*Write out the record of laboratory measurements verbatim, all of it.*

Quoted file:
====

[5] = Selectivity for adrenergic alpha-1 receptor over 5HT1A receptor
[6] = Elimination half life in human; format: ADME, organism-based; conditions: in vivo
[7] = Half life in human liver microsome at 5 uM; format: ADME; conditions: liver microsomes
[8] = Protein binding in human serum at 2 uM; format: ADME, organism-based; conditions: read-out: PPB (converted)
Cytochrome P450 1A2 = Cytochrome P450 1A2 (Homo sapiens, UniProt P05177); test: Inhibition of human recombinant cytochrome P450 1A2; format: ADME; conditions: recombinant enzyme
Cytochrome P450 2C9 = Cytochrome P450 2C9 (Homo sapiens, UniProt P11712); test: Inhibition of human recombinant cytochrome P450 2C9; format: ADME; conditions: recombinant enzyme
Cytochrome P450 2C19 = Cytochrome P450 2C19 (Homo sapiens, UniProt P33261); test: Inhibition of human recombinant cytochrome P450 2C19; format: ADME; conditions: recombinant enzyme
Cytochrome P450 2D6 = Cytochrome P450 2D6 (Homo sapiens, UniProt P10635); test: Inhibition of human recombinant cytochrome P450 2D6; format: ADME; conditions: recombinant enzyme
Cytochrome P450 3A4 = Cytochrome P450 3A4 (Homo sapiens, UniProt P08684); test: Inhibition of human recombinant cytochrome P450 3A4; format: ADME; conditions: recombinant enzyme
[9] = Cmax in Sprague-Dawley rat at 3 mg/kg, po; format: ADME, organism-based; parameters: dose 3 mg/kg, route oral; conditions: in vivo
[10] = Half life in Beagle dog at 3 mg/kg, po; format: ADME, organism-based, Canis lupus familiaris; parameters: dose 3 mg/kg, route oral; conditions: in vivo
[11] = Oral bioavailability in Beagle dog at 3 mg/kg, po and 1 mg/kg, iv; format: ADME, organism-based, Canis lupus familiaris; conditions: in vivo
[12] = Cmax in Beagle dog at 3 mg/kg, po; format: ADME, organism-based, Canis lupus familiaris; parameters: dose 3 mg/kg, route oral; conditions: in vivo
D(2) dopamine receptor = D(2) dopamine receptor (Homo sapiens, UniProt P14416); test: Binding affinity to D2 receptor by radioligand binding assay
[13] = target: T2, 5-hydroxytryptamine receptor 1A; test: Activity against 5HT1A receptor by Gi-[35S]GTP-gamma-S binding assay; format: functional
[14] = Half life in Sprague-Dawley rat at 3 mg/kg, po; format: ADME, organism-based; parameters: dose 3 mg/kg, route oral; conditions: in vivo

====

[5] = Selectivity for adrenergic alpha-1 receptor over 5HT1A receptor
[6] = Elimination half life in human; format: ADME, organism-based; conditions: in vivo
[7] = Half life in human liver microsome at 5 uM; format: ADME; conditions: liver microsomes
[8] = Protein binding in human serum at 2 uM; format: ADME, organism-based; conditions: read-out: PPB (converted)
Cytochrome P450 1A2 = Cytochrome P450 1A2 (Homo sapiens, UniProt P05177); test: Inhibition of human recombinant cytochrome P450 1A2; format: ADME; conditions: recombinant enzyme
Cytochrome P450 2C9 = Cytochrome P450 2C9 (Homo sapiens, UniProt P11712); test: Inhibition of human recombinant cytochrome P450 2C9; format: ADME; conditions: recombinant enzyme
Cytochrome P450 2C19 = Cytochrome P450 2C19 (Homo sapiens, UniProt P33261); test: Inhibition of human recombinant cytochrome P450 2C19; format: ADME; conditions: recombinant enzyme
Cytochrome P450 2D6 = Cytochrome P450 2D6 (Homo sapiens, UniProt P10635); test: Inhibition of human recombinant cytochrome P450 2D6; format: ADME; conditions: recombinant enzyme
Cytochrome P450 3A4 = Cytochrome P450 3A4 (Homo sapiens, UniProt P08684); test: Inhibition of human recombinant cytochrome P450 3A4; format: ADME; conditions: recombinant enzyme
[9] = Cmax in Sprague-Dawley rat at 3 mg/kg, po; format: ADME, organism-based; parameters: dose 3 mg/kg, route oral; conditions: in vivo
[10] = Half life in Beagle dog at 3 mg/kg, po; format: ADME, organism-based, Canis lupus familiaris; parameters: dose 3 mg/kg, route oral; conditions: in vivo
[11] = Oral bioavailability in Beagle dog at 3 mg/kg, po and 1 mg/kg, iv; format: ADME, organism-based, Canis lupus familiaris; conditions: in vivo
[12] = Cmax in Beagle dog at 3 mg/kg, po; format: ADME, organism-based, Canis lupus familiaris; parameters: dose 3 mg/kg, route oral; conditions: in vivo
D(2) dopamine receptor = D(2) dopamine receptor (Homo sapiens, UniProt P14416); test: Binding affinity to D2 receptor by radioligand binding assay
[13] = target: T2, 5-hydroxytryptamine receptor 1A; test: Activity against 5HT1A receptor by Gi-[35S]GTP-gamma-S binding assay; format: functional
[14] = Half life in Sprague-Dawley rat at 3 mg/kg, po; format: ADME, organism-based; parameters: dose 3 mg/kg, route oral; conditions: in vivo